The approval ratings of the federal government, and of Congress in particular, remain at an abysmal low. A CBS News poll (.pdf) released on Friday found that just 11% of Americans approve of the way the Congress is handling its job while 82% disapprove. This broad majority represents a veritable national consensus across all partisan lines. Among those polled, 77% of Democrats, 81% of Republicans, and 87% of Independents expressed disapproval of the current Congress.
Ironically, the 11% approval rating actually represents a step up. It is 2% higher than the all-time low of 9% recorded by CBS last month. Editorial boards are alarmed by the numbers.
"Survey after survey in recent months has shown an alarming decline in public confidence in the nation's chief federal institutions, as well as a deepening pessimism about America's future. Congressional approval is at an all-time low of 13 percent, according to the Gallup Poll, and three-quarters of the public wouldn't re-elect most members of Congress," opined The Washington Examiner over the weekend.
The Examiner editorial does not mention, however, that though the approval rating of Congress as a whole barely crosses into the double digits, a majority of Americans nonetheless state that their own Congressional representative deserves re-election. A Gallup poll released on Friday proclaimed that the survey group had found "record high anti-incumbent sentiment toward Congress." The situation certainly sounds dire. 76% of registered voters told the pollster that most members of Congress do not deserve re-election, the highest such percentage the organization has found in nearly two decades of surveys. The previous high of 70% was recorded in August. And, once again, the national consensus spans all partisan lines. 68% of Democrats, 75% of Republicans and 82% of Independents told Gallup that most members of Congress do not deserve re-election.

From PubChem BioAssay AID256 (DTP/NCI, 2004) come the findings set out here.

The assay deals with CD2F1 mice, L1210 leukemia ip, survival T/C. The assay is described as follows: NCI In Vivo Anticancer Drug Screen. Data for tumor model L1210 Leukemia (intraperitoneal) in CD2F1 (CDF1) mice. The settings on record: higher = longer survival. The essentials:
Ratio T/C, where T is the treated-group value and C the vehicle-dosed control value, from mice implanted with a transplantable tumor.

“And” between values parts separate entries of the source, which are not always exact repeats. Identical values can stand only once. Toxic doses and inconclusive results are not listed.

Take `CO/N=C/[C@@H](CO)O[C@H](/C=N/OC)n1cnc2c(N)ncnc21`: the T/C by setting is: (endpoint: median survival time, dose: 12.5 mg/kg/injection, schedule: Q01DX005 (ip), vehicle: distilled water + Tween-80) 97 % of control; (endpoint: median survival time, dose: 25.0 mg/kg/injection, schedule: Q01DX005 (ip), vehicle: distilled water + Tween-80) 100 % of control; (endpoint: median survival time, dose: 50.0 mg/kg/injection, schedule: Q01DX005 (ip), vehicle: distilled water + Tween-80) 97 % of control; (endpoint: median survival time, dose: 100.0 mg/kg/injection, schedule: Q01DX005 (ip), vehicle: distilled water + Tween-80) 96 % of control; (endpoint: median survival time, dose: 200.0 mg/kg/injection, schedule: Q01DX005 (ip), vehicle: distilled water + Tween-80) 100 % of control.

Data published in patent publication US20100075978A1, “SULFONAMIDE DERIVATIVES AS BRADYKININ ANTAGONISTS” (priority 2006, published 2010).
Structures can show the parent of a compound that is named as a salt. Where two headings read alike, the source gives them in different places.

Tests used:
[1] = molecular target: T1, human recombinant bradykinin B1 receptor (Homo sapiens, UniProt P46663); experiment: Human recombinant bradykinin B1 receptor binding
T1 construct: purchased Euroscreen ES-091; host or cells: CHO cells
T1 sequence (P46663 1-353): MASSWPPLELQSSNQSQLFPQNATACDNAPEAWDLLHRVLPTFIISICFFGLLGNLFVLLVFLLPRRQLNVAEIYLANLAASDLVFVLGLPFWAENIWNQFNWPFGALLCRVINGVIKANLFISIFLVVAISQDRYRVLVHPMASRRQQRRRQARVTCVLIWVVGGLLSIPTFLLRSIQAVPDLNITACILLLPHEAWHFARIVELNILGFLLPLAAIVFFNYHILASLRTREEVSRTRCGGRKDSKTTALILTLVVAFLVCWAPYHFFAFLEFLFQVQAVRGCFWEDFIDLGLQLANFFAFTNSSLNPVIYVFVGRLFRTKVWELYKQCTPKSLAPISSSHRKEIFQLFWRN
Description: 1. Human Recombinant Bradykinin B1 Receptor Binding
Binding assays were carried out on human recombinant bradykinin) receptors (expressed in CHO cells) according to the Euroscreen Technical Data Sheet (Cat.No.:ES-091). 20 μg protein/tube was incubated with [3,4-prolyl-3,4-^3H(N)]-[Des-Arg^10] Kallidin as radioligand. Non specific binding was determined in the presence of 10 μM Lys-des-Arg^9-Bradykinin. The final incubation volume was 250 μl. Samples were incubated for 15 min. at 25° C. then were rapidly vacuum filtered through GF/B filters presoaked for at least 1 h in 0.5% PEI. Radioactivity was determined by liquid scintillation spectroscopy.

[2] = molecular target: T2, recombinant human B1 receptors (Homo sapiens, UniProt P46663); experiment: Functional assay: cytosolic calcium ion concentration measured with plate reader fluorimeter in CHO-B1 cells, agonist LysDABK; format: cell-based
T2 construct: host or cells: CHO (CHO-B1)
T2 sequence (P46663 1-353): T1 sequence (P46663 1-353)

The situation is quite different, however, when one inquires about registered voters' views toward their own representatives. In the very same poll, Gallup found that 53% of registered voters believe their own representative in the US House deserves to be re-elected, compared with just 39% who said the opposite. Historically, Americans tend to have more positive views about their own representatives than of Congress as a whole. The 53% majority who believe their own representative deserves re-election is just 5% higher than the survey's record low of 48% on this particular question in 1992.
Unfortunately, so long as Americans continue to turn a blind eye toward the deficiencies of their own representatives, we will all continue to suffer from inadequate representation in government. When we cast our ballots, after all, we do not vote on Congress as a whole, but rather for our own individual delegate. If we are going to clean house, we have to begin at home. If you desire to "throw the bums out," as the old saying goes, you must first stop voting them in.